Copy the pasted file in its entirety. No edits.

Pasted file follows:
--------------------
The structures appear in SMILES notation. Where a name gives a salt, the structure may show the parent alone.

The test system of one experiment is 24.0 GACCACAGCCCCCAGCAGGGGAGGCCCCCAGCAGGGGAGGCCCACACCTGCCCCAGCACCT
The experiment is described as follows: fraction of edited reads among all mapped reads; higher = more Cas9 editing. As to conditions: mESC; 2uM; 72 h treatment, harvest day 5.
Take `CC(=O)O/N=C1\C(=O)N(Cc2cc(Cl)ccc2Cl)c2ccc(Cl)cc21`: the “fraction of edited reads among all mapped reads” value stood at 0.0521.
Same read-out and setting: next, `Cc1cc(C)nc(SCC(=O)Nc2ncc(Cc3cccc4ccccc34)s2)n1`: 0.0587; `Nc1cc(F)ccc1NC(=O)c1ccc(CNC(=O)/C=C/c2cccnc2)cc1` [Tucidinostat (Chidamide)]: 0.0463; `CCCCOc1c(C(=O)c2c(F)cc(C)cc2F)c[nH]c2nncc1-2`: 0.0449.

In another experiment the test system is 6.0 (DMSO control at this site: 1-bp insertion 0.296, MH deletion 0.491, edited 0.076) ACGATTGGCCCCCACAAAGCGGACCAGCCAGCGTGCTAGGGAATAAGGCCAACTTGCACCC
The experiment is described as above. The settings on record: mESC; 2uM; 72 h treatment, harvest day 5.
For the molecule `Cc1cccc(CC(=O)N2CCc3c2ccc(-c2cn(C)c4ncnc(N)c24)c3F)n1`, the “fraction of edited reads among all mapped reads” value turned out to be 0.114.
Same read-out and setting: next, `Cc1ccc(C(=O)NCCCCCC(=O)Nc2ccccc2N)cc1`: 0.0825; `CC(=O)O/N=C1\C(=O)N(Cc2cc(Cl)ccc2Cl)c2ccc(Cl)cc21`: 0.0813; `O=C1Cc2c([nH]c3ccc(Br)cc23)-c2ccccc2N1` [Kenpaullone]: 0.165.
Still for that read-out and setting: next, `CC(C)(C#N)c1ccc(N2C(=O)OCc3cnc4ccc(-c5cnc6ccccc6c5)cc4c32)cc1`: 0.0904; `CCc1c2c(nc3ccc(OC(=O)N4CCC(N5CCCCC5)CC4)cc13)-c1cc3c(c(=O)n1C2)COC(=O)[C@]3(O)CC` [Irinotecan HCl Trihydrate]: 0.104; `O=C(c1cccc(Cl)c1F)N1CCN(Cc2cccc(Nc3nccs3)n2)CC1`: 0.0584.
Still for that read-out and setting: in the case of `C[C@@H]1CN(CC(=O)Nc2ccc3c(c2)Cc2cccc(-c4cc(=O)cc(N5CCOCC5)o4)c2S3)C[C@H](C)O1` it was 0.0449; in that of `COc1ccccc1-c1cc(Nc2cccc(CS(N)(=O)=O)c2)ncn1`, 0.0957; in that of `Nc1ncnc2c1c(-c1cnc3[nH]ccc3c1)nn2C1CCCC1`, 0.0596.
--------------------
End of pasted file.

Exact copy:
The structures appear in SMILES notation. Where a name gives a salt, the structure may show the parent alone.

The test system of one experiment is 24.0 GACCACAGCCCCCAGCAGGGGAGGCCCCCAGCAGGGGAGGCCCACACCTGCCCCAGCACCT
The experiment is described as follows: fraction of edited reads among all mapped reads; higher = more Cas9 editing. As to conditions: mESC; 2uM; 72 h treatment, harvest day 5.
Take `CC(=O)O/N=C1\C(=O)N(Cc2cc(Cl)ccc2Cl)c2ccc(Cl)cc21`: the “fraction of edited reads among all mapped reads” value stood at 0.0521.
Same read-out and setting: next, `Cc1cc(C)nc(SCC(=O)Nc2ncc(Cc3cccc4ccccc34)s2)n1`: 0.0587; `Nc1cc(F)ccc1NC(=O)c1ccc(CNC(=O)/C=C/c2cccnc2)cc1` [Tucidinostat (Chidamide)]: 0.0463; `CCCCOc1c(C(=O)c2c(F)cc(C)cc2F)c[nH]c2nncc1-2`: 0.0449.

In another experiment the test system is 6.0 (DMSO control at this site: 1-bp insertion 0.296, MH deletion 0.491, edited 0.076) ACGATTGGCCCCCACAAAGCGGACCAGCCAGCGTGCTAGGGAATAAGGCCAACTTGCACCC
The experiment is described as above. The settings on record: mESC; 2uM; 72 h treatment, harvest day 5.
For the molecule `Cc1cccc(CC(=O)N2CCc3c2ccc(-c2cn(C)c4ncnc(N)c24)c3F)n1`, the “fraction of edited reads among all mapped reads” value turned out to be 0.114.
Same read-out and setting: next, `Cc1ccc(C(=O)NCCCCCC(=O)Nc2ccccc2N)cc1`: 0.0825; `CC(=O)O/N=C1\C(=O)N(Cc2cc(Cl)ccc2Cl)c2ccc(Cl)cc21`: 0.0813; `O=C1Cc2c([nH]c3ccc(Br)cc23)-c2ccccc2N1` [Kenpaullone]: 0.165.
Still for that read-out and setting: next, `CC(C)(C#N)c1ccc(N2C(=O)OCc3cnc4ccc(-c5cnc6ccccc6c5)cc4c32)cc1`: 0.0904; `CCc1c2c(nc3ccc(OC(=O)N4CCC(N5CCCCC5)CC4)cc13)-c1cc3c(c(=O)n1C2)COC(=O)[C@]3(O)CC` [Irinotecan HCl Trihydrate]: 0.104; `O=C(c1cccc(Cl)c1F)N1CCN(Cc2cccc(Nc3nccs3)n2)CC1`: 0.0584.
Still for that read-out and setting: in the case of `C[C@@H]1CN(CC(=O)Nc2ccc3c(c2)Cc2cccc(-c4cc(=O)cc(N5CCOCC5)o4)c2S3)C[C@H](C)O1` it was 0.0449; in that of `COc1ccccc1-c1cc(Nc2cccc(CS(N)(=O)=O)c2)ncn1`, 0.0957; in that of `Nc1ncnc2c1c(-c1cnc3[nH]ccc3c1)nn2C1CCCC1`, 0.0596.